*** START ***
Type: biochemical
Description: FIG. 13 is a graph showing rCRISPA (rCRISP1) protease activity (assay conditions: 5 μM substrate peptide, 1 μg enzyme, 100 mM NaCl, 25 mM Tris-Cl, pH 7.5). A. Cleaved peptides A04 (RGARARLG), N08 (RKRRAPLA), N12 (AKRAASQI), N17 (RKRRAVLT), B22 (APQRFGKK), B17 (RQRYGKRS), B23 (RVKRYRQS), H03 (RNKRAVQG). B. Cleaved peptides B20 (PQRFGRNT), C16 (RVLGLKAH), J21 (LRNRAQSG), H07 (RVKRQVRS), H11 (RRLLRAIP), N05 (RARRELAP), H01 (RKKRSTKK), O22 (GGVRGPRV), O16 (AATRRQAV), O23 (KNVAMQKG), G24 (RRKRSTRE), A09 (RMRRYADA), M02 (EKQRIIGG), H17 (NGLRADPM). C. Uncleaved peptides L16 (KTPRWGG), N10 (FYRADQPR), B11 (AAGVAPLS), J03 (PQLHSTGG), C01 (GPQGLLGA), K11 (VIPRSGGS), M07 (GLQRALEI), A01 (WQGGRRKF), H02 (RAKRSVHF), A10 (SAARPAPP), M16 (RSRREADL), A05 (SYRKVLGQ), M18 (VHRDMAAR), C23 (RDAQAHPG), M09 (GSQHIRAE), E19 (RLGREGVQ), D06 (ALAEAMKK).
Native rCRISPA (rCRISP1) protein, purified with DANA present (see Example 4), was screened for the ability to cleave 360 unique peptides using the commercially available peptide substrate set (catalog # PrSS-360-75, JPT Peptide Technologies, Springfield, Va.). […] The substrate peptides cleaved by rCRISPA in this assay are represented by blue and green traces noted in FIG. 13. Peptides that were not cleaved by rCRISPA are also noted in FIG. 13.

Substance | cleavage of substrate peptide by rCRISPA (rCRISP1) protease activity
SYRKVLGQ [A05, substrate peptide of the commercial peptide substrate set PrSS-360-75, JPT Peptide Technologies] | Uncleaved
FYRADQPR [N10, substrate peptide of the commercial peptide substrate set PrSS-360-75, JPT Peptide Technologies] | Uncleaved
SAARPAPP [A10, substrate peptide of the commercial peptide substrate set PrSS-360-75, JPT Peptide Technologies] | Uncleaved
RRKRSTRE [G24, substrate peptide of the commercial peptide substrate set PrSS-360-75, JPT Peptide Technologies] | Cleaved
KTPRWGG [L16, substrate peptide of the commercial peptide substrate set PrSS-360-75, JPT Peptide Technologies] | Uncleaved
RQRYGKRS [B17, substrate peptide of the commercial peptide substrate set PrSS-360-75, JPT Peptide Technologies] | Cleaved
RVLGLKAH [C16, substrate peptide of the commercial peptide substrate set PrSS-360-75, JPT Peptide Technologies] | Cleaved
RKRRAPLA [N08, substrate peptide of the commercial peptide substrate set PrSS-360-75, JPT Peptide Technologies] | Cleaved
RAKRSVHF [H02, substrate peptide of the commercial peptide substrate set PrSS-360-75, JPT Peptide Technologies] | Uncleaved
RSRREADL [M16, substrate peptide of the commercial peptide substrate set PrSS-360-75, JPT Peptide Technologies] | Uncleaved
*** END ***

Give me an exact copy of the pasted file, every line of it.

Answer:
Type: biochemical
Description: FIG. 13 is a graph showing rCRISPA (rCRISP1) protease activity (assay conditions: 5 μM substrate peptide, 1 μg enzyme, 100 mM NaCl, 25 mM Tris-Cl, pH 7.5). A. Cleaved peptides A04 (RGARARLG), N08 (RKRRAPLA), N12 (AKRAASQI), N17 (RKRRAVLT), B22 (APQRFGKK), B17 (RQRYGKRS), B23 (RVKRYRQS), H03 (RNKRAVQG). B. Cleaved peptides B20 (PQRFGRNT), C16 (RVLGLKAH), J21 (LRNRAQSG), H07 (RVKRQVRS), H11 (RRLLRAIP), N05 (RARRELAP), H01 (RKKRSTKK), O22 (GGVRGPRV), O16 (AATRRQAV), O23 (KNVAMQKG), G24 (RRKRSTRE), A09 (RMRRYADA), M02 (EKQRIIGG), H17 (NGLRADPM). C. Uncleaved peptides L16 (KTPRWGG), N10 (FYRADQPR), B11 (AAGVAPLS), J03 (PQLHSTGG), C01 (GPQGLLGA), K11 (VIPRSGGS), M07 (GLQRALEI), A01 (WQGGRRKF), H02 (RAKRSVHF), A10 (SAARPAPP), M16 (RSRREADL), A05 (SYRKVLGQ), M18 (VHRDMAAR), C23 (RDAQAHPG), M09 (GSQHIRAE), E19 (RLGREGVQ), D06 (ALAEAMKK).
Native rCRISPA (rCRISP1) protein, purified with DANA present (see Example 4), was screened for the ability to cleave 360 unique peptides using the commercially available peptide substrate set (catalog # PrSS-360-75, JPT Peptide Technologies, Springfield, Va.). […] The substrate peptides cleaved by rCRISPA in this assay are represented by blue and green traces noted in FIG. 13. Peptides that were not cleaved by rCRISPA are also noted in FIG. 13.

Substance | cleavage of substrate peptide by rCRISPA (rCRISP1) protease activity
SYRKVLGQ [A05, substrate peptide of the commercial peptide substrate set PrSS-360-75, JPT Peptide Technologies] | Uncleaved
FYRADQPR [N10, substrate peptide of the commercial peptide substrate set PrSS-360-75, JPT Peptide Technologies] | Uncleaved
SAARPAPP [A10, substrate peptide of the commercial peptide substrate set PrSS-360-75, JPT Peptide Technologies] | Uncleaved
RRKRSTRE [G24, substrate peptide of the commercial peptide substrate set PrSS-360-75, JPT Peptide Technologies] | Cleaved
KTPRWGG [L16, substrate peptide of the commercial peptide substrate set PrSS-360-75, JPT Peptide Technologies] | Uncleaved
RQRYGKRS [B17, substrate peptide of the commercial peptide substrate set PrSS-360-75, JPT Peptide Technologies] | Cleaved
RVLGLKAH [C16, substrate peptide of the commercial peptide substrate set PrSS-360-75, JPT Peptide Technologies] | Cleaved
RKRRAPLA [N08, substrate peptide of the commercial peptide substrate set PrSS-360-75, JPT Peptide Technologies] | Cleaved
RAKRSVHF [H02, substrate peptide of the commercial peptide substrate set PrSS-360-75, JPT Peptide Technologies] | Uncleaved
RSRREADL [M16, substrate peptide of the commercial peptide substrate set PrSS-360-75, JPT Peptide Technologies] | Uncleaved